In memory of Dr. Keys life's work, here are some of his findings -- revolutionary at the time and have been built upon since then by some of the country's top researchers -- that deserve acknowledgement." (Sandy Szwarc, TCS)

"Study looks at mobile phone mast fears" - "A new laboratory is being officially opened today to enable scientists to research the possible side-effects of mobile phone masts." (London Guardian)

More gun control junk science: "Firearm related deaths: the impact of regulatory reform" - "Conclusion: Dramatic reductions in overall firearm related deaths and particularly suicides by firearms were achieved in the context of the implementation of strong regulatory reform." (Injury Prevention) | Responses | Additional response from James Lawson

A bit late: "The rush to judgement" - "Dr David Carpenter, one of the American scientists who composed the hugely-publicised, ­hugely-damaging “report” published at the beginning of this year, which claimed that farmed Scottish salmon “could cause cancer”, has been on the airwaves this week apologising to salmon producers for their loss of livelihood.

Dr Carpenter and his colleagues were employed to produce their findings by an American body known as the Pew Charitable Trust. Their allegations were so damaging and extreme that the West Highland Free Press researched the history of the Pew Charitable Trust. We discovered that, far from being an independent, un­committed organisation, Pew worked as publicists and financers for militant “green” groupings across the world. In January, it was the turn of the Scottish fish farming industry to be on the receiving end of their black propaganda.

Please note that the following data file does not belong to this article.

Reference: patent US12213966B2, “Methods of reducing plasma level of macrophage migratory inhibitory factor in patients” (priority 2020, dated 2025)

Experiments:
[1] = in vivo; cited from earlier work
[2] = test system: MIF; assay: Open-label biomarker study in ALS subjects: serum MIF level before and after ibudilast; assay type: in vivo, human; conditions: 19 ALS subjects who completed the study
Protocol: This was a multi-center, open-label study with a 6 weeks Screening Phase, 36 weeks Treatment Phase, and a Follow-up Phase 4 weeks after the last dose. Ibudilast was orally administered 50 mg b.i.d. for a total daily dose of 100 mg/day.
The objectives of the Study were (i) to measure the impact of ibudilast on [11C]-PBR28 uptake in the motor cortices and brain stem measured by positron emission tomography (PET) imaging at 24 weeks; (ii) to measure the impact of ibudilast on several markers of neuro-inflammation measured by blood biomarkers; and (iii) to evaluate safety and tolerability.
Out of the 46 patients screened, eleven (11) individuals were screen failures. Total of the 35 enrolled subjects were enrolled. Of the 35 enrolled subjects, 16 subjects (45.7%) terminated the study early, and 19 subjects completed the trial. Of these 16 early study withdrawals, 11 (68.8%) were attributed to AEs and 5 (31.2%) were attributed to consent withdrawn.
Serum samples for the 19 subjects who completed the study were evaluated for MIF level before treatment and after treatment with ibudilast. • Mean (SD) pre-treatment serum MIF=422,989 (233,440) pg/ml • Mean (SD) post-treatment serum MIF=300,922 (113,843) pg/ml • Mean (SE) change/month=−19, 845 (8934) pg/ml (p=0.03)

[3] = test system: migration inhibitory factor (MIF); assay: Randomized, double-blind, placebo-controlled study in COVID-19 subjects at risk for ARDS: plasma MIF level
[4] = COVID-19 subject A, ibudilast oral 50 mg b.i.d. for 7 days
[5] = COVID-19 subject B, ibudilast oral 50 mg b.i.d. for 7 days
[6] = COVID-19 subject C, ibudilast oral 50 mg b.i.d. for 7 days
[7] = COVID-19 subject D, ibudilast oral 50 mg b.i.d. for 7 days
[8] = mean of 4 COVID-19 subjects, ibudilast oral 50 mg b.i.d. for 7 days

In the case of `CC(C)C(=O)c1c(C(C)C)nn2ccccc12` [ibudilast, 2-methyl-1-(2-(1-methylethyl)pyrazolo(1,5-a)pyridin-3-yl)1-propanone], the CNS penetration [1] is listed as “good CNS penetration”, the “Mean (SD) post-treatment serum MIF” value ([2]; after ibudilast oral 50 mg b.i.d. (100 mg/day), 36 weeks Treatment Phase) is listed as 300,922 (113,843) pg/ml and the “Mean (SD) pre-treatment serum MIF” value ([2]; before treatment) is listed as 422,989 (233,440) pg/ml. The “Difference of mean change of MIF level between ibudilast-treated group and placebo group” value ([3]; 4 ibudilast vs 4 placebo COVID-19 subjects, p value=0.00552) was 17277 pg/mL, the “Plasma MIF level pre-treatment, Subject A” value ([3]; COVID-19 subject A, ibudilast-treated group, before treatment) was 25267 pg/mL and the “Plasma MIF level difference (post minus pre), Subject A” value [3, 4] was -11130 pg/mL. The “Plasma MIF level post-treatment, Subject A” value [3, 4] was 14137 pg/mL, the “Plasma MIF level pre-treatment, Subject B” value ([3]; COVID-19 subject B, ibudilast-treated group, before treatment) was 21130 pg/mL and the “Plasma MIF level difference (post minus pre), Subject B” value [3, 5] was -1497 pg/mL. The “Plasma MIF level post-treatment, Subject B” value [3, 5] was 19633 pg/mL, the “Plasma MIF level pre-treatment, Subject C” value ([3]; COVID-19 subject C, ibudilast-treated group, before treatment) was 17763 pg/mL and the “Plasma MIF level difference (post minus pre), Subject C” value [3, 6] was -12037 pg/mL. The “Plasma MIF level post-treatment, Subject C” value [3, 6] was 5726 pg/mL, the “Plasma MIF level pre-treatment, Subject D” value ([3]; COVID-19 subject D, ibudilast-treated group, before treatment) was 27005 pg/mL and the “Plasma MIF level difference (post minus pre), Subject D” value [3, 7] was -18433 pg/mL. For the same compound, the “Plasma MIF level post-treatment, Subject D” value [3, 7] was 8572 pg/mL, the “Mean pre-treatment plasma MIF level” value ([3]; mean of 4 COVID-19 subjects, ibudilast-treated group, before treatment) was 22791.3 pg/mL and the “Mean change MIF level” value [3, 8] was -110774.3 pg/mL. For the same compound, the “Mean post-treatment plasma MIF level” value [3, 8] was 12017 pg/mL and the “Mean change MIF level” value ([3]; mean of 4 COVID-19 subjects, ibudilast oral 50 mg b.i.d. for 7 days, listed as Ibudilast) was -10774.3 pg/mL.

Since then our revelations and our scepticism about Pew have been thoroughly vindicated. The level of incompetence involved in the research process was awesome — they did not know, it transpires, where the salmon they were testing came from. They did not even know whether it was wild or farmed." (West Highland Free Press editorial, September 10, 2004)

"Fears over the ‘new asbestos’" - "Two claims for damages have been lodged against the Irish government for alleged health damage as a result of exposure to toxic mold — a new type of “sick building” compensation claim that has led to thousands of lawsuits and multi-million-dollar awards in America." (London Times)

Hmm... "Smokers' lung cancer risk identified in CT screening study" - "For the first time, researchers can predict the lung cancer risk for social smokers as well as habitual smokers. Data presented today at the annual meeting of the Radiological Society of North America (RSNA) showed that a social smoker age 50 or older has a risk for developing lung cancer similar to that of a smoker under age 50 who smoked three packs a day for 20 years." (Radiological Society of North America)